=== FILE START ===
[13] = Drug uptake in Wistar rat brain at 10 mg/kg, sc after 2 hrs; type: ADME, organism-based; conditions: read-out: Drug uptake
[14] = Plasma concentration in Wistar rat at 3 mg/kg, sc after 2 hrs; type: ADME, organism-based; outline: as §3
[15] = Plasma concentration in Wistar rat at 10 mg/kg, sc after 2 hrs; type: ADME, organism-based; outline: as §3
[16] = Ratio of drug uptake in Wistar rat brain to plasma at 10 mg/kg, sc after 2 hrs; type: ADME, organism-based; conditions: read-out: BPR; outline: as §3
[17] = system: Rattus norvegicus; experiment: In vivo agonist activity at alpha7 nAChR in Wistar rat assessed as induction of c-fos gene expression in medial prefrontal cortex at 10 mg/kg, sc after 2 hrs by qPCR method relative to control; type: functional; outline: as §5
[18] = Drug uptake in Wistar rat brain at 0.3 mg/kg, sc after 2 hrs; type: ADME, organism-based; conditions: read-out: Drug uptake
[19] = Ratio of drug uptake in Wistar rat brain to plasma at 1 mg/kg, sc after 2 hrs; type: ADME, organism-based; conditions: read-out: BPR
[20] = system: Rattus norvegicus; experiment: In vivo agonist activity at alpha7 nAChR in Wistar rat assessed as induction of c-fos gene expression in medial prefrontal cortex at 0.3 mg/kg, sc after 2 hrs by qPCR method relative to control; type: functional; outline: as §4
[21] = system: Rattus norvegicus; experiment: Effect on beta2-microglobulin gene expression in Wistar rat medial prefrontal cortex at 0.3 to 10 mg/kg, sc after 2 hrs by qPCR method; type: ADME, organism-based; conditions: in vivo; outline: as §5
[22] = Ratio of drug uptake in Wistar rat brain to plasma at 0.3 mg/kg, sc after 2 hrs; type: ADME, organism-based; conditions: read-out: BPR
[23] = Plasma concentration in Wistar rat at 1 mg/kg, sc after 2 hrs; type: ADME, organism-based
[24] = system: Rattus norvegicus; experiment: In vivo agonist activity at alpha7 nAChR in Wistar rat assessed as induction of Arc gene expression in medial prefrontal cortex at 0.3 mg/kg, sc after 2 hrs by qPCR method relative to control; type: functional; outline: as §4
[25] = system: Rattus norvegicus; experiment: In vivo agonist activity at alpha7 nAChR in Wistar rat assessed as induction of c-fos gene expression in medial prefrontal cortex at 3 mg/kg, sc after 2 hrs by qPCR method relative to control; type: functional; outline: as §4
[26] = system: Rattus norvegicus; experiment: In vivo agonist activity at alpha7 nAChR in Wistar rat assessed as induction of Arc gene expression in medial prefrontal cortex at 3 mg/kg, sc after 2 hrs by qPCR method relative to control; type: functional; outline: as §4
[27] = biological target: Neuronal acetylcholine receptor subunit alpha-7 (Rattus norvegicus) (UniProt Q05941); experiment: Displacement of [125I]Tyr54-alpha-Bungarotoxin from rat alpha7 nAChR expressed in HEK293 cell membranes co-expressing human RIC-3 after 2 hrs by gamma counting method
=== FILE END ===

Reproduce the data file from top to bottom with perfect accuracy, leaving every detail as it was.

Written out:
[13] = Drug uptake in Wistar rat brain at 10 mg/kg, sc after 2 hrs; type: ADME, organism-based; conditions: read-out: Drug uptake
[14] = Plasma concentration in Wistar rat at 3 mg/kg, sc after 2 hrs; type: ADME, organism-based; outline: as §3
[15] = Plasma concentration in Wistar rat at 10 mg/kg, sc after 2 hrs; type: ADME, organism-based; outline: as §3
[16] = Ratio of drug uptake in Wistar rat brain to plasma at 10 mg/kg, sc after 2 hrs; type: ADME, organism-based; conditions: read-out: BPR; outline: as §3
[17] = system: Rattus norvegicus; experiment: In vivo agonist activity at alpha7 nAChR in Wistar rat assessed as induction of c-fos gene expression in medial prefrontal cortex at 10 mg/kg, sc after 2 hrs by qPCR method relative to control; type: functional; outline: as §5
[18] = Drug uptake in Wistar rat brain at 0.3 mg/kg, sc after 2 hrs; type: ADME, organism-based; conditions: read-out: Drug uptake
[19] = Ratio of drug uptake in Wistar rat brain to plasma at 1 mg/kg, sc after 2 hrs; type: ADME, organism-based; conditions: read-out: BPR
[20] = system: Rattus norvegicus; experiment: In vivo agonist activity at alpha7 nAChR in Wistar rat assessed as induction of c-fos gene expression in medial prefrontal cortex at 0.3 mg/kg, sc after 2 hrs by qPCR method relative to control; type: functional; outline: as §4
[21] = system: Rattus norvegicus; experiment: Effect on beta2-microglobulin gene expression in Wistar rat medial prefrontal cortex at 0.3 to 10 mg/kg, sc after 2 hrs by qPCR method; type: ADME, organism-based; conditions: in vivo; outline: as §5
[22] = Ratio of drug uptake in Wistar rat brain to plasma at 0.3 mg/kg, sc after 2 hrs; type: ADME, organism-based; conditions: read-out: BPR
[23] = Plasma concentration in Wistar rat at 1 mg/kg, sc after 2 hrs; type: ADME, organism-based
[24] = system: Rattus norvegicus; experiment: In vivo agonist activity at alpha7 nAChR in Wistar rat assessed as induction of Arc gene expression in medial prefrontal cortex at 0.3 mg/kg, sc after 2 hrs by qPCR method relative to control; type: functional; outline: as §4
[25] = system: Rattus norvegicus; experiment: In vivo agonist activity at alpha7 nAChR in Wistar rat assessed as induction of c-fos gene expression in medial prefrontal cortex at 3 mg/kg, sc after 2 hrs by qPCR method relative to control; type: functional; outline: as §4
[26] = system: Rattus norvegicus; experiment: In vivo agonist activity at alpha7 nAChR in Wistar rat assessed as induction of Arc gene expression in medial prefrontal cortex at 3 mg/kg, sc after 2 hrs by qPCR method relative to control; type: functional; outline: as §4
[27] = biological target: Neuronal acetylcholine receptor subunit alpha-7 (Rattus norvegicus) (UniProt Q05941); experiment: Displacement of [125I]Tyr54-alpha-Bungarotoxin from rat alpha7 nAChR expressed in HEK293 cell membranes co-expressing human RIC-3 after 2 hrs by gamma counting method